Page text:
Abstract # 2394 Poster # 45:

Scheduled for Thursday, June 19, 2008 05:00 PM-07:00 PM: Session 4 (Ball Rooms A and B) Poster Presentation

Macaques (Macaca silenus) Recognize Pictures of Food

R. M. Wright, J. Bohrman, L. Kurdziel and P. Judge
Bucknell University, C0908, 701 Moore Avenue, Lewisburg, Pennsylvania 17837, USA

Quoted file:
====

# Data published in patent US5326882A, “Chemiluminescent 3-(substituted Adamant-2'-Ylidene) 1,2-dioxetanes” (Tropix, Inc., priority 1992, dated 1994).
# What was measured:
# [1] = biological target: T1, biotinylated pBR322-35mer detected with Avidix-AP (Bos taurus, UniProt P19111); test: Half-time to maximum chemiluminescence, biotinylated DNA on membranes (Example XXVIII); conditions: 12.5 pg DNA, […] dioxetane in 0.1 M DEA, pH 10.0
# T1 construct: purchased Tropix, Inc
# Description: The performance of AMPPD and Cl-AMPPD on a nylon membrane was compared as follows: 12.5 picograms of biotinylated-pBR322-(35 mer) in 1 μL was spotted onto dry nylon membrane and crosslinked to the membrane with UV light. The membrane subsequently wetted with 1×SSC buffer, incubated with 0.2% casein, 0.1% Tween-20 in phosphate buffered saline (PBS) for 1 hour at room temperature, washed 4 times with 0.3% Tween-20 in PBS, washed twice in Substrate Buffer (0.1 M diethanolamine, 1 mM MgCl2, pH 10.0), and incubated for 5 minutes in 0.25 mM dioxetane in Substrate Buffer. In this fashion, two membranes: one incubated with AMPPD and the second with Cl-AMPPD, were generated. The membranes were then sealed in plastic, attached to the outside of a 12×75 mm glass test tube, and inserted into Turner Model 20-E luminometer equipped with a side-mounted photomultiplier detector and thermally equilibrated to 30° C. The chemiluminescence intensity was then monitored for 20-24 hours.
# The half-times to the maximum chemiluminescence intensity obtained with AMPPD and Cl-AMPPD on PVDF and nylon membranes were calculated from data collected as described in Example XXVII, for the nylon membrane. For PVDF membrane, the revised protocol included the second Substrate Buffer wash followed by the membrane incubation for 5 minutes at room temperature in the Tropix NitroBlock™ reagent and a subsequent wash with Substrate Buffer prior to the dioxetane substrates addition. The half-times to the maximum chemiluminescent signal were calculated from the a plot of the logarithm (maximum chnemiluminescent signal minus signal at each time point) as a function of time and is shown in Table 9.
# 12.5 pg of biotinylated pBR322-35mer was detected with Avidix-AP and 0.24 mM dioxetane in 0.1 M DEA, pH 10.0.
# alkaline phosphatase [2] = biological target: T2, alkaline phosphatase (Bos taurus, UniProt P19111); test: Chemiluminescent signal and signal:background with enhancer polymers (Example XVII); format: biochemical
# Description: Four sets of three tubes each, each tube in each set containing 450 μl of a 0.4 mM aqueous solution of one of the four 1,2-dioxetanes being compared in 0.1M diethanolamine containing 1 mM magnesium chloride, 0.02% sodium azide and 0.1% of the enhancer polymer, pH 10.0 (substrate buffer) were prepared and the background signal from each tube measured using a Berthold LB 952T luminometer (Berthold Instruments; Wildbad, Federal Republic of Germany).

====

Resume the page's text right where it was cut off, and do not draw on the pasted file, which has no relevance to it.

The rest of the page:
Pictorial representations of three-dimensional objects are often used to investigate animal categorization abilities; however, investigators rarely evaluate whether the animals conceptualize the two-dimensional image as the object it is intended to represent. We tested for picture recognition in lion-tailed macaques by presenting five monkeys with digitized images of familiar foods on a touch screen. Monkeys simultaneously viewed images of two different foods and learned that they would receive a piece of the one they touched first. After demonstrating that they would reliably select images of their preferred foods on one set of foods, animals were transferred to images of a second set of familiar foods. We assumed that if the monkeys recognized the images, they would spontaneously select images of their preferred foods on the second set of foods. Three monkeys selected images of their preferred foods significantly more often than chance on their first transfer session [Binomial Sign Test: N=24 trials, a=0.05]. The two other monkeys also selected images of their preferred foods more often than non-preferred foods in their first transfer session, but the frequency was not significantly greater than chance. Results indicate that macaques recognized the content of images containing food and categorized them according to personal preference. However not all animals demonstrated this ability, which should be taken into consideration when incorporating images into experimental designs.